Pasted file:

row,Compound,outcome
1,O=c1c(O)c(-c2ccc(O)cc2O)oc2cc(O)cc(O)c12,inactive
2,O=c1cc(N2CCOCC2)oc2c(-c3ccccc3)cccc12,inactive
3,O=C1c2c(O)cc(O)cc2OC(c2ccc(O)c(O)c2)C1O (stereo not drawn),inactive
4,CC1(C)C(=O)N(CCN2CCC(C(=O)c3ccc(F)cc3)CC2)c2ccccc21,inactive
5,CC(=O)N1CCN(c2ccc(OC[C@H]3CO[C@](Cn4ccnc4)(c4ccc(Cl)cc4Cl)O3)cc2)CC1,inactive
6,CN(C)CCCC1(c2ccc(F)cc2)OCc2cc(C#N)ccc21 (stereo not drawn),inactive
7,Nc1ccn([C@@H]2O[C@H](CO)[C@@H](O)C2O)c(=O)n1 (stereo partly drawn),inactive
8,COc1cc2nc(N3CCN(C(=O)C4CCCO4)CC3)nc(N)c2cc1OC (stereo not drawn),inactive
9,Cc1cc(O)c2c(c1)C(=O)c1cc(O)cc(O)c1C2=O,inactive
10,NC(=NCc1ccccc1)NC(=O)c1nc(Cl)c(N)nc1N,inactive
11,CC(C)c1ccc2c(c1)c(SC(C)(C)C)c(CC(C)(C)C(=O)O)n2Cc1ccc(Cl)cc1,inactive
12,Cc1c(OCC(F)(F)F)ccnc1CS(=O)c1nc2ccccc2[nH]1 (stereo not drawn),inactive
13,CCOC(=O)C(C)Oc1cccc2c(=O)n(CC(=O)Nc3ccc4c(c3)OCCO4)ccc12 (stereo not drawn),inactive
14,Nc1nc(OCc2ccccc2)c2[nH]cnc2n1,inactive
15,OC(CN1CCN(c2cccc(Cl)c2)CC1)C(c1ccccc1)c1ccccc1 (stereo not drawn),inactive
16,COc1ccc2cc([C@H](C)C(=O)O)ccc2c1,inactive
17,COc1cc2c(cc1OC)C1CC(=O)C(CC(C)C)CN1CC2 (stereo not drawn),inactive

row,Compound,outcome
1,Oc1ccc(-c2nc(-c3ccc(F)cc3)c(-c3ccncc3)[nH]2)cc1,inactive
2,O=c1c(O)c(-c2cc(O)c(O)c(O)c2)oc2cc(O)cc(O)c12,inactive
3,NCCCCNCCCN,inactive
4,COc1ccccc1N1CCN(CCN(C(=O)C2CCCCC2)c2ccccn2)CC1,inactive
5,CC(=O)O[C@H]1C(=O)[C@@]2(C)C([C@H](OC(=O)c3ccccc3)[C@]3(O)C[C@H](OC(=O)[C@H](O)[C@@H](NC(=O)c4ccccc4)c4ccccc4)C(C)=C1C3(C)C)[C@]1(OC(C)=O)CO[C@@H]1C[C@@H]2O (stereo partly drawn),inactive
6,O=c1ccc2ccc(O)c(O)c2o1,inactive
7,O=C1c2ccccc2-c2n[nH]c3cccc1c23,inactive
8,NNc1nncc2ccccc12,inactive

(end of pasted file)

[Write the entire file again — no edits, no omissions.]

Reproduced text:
row,Compound,outcome
1,O=c1c(O)c(-c2ccc(O)cc2O)oc2cc(O)cc(O)c12,inactive
2,O=c1cc(N2CCOCC2)oc2c(-c3ccccc3)cccc12,inactive
3,O=C1c2c(O)cc(O)cc2OC(c2ccc(O)c(O)c2)C1O (stereo not drawn),inactive
4,CC1(C)C(=O)N(CCN2CCC(C(=O)c3ccc(F)cc3)CC2)c2ccccc21,inactive
5,CC(=O)N1CCN(c2ccc(OC[C@H]3CO[C@](Cn4ccnc4)(c4ccc(Cl)cc4Cl)O3)cc2)CC1,inactive
6,CN(C)CCCC1(c2ccc(F)cc2)OCc2cc(C#N)ccc21 (stereo not drawn),inactive
7,Nc1ccn([C@@H]2O[C@H](CO)[C@@H](O)C2O)c(=O)n1 (stereo partly drawn),inactive
8,COc1cc2nc(N3CCN(C(=O)C4CCCO4)CC3)nc(N)c2cc1OC (stereo not drawn),inactive
9,Cc1cc(O)c2c(c1)C(=O)c1cc(O)cc(O)c1C2=O,inactive
10,NC(=NCc1ccccc1)NC(=O)c1nc(Cl)c(N)nc1N,inactive
11,CC(C)c1ccc2c(c1)c(SC(C)(C)C)c(CC(C)(C)C(=O)O)n2Cc1ccc(Cl)cc1,inactive
12,Cc1c(OCC(F)(F)F)ccnc1CS(=O)c1nc2ccccc2[nH]1 (stereo not drawn),inactive
13,CCOC(=O)C(C)Oc1cccc2c(=O)n(CC(=O)Nc3ccc4c(c3)OCCO4)ccc12 (stereo not drawn),inactive
14,Nc1nc(OCc2ccccc2)c2[nH]cnc2n1,inactive
15,OC(CN1CCN(c2cccc(Cl)c2)CC1)C(c1ccccc1)c1ccccc1 (stereo not drawn),inactive
16,COc1ccc2cc([C@H](C)C(=O)O)ccc2c1,inactive
17,COc1cc2c(cc1OC)C1CC(=O)C(CC(C)C)CN1CC2 (stereo not drawn),inactive

row,Compound,outcome
1,Oc1ccc(-c2nc(-c3ccc(F)cc3)c(-c3ccncc3)[nH]2)cc1,inactive
2,O=c1c(O)c(-c2cc(O)c(O)c(O)c2)oc2cc(O)cc(O)c12,inactive
3,NCCCCNCCCN,inactive
4,COc1ccccc1N1CCN(CCN(C(=O)C2CCCCC2)c2ccccn2)CC1,inactive
5,CC(=O)O[C@H]1C(=O)[C@@]2(C)C([C@H](OC(=O)c3ccccc3)[C@]3(O)C[C@H](OC(=O)[C@H](O)[C@@H](NC(=O)c4ccccc4)c4ccccc4)C(C)=C1C3(C)C)[C@]1(OC(C)=O)CO[C@@H]1C[C@@H]2O (stereo partly drawn),inactive
6,O=c1ccc2ccc(O)c(O)c2o1,inactive
7,O=C1c2ccccc2-c2n[nH]c3cccc1c23,inactive
8,NNc1nncc2ccccc12,inactive